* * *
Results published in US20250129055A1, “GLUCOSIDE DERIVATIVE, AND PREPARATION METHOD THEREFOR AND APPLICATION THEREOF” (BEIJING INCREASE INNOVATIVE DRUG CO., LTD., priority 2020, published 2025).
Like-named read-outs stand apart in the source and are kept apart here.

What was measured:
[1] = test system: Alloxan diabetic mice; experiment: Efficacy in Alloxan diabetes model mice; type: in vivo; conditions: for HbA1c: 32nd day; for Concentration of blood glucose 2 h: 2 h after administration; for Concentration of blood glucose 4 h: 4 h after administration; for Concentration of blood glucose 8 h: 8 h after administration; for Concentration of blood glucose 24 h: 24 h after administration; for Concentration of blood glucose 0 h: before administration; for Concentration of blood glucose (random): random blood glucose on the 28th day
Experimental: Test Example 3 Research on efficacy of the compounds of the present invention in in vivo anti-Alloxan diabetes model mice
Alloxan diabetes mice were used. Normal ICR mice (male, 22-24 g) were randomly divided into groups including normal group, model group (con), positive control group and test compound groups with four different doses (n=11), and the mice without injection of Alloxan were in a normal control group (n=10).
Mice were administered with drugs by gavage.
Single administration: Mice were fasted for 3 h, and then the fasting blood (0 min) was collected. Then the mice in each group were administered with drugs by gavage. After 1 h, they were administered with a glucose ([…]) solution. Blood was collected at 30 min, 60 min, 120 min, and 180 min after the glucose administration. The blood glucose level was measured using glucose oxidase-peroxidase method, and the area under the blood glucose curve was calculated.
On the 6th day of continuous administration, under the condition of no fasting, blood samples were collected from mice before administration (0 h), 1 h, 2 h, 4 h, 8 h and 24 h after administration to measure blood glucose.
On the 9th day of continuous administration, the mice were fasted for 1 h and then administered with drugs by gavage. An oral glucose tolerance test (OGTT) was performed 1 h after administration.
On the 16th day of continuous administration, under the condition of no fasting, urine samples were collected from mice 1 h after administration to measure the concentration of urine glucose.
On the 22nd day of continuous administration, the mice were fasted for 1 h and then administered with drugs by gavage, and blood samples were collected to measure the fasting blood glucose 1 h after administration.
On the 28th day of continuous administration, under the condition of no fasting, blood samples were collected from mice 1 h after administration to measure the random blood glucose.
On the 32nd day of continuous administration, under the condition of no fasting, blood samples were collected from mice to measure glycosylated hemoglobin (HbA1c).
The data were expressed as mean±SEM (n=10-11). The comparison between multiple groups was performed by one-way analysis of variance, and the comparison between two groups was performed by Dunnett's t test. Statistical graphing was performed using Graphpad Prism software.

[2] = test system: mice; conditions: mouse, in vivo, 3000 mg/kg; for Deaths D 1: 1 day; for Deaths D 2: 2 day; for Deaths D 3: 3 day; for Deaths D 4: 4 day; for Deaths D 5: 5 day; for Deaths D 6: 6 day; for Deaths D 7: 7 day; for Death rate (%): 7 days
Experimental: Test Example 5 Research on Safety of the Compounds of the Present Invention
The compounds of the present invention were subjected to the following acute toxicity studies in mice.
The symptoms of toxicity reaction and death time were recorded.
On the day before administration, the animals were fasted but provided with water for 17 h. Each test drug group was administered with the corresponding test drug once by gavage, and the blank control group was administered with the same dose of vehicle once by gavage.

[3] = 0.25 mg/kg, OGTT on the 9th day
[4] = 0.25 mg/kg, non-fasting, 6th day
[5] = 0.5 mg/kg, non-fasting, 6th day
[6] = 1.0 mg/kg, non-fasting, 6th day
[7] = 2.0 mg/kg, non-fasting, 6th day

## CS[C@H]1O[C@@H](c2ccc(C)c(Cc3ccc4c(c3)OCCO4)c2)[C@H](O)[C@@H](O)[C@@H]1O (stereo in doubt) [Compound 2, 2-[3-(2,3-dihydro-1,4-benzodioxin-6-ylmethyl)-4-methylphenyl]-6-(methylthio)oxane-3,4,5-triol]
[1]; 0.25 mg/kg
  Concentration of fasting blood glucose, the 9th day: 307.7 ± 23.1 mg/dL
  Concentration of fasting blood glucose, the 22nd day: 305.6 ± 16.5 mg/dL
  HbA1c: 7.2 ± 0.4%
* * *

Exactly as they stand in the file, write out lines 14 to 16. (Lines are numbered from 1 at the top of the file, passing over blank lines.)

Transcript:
On the 32nd day of continuous administration, under the condition of no fasting, blood samples were collected from mice to measure glycosylated hemoglobin (HbA1c).
The data were expressed as mean±SEM (n=10-11). The comparison between multiple groups was performed by one-way analysis of variance, and the comparison between two groups was performed by Dunnett's t test. Statistical graphing was performed using Graphpad Prism software.

[2] = test system: mice; conditions: mouse, in vivo, 3000 mg/kg; for Deaths D 1: 1 day; for Deaths D 2: 2 day; for Deaths D 3: 3 day; for Deaths D 4: 4 day; for Deaths D 5: 5 day; for Deaths D 6: 6 day; for Deaths D 7: 7 day; for Death rate (%): 7 days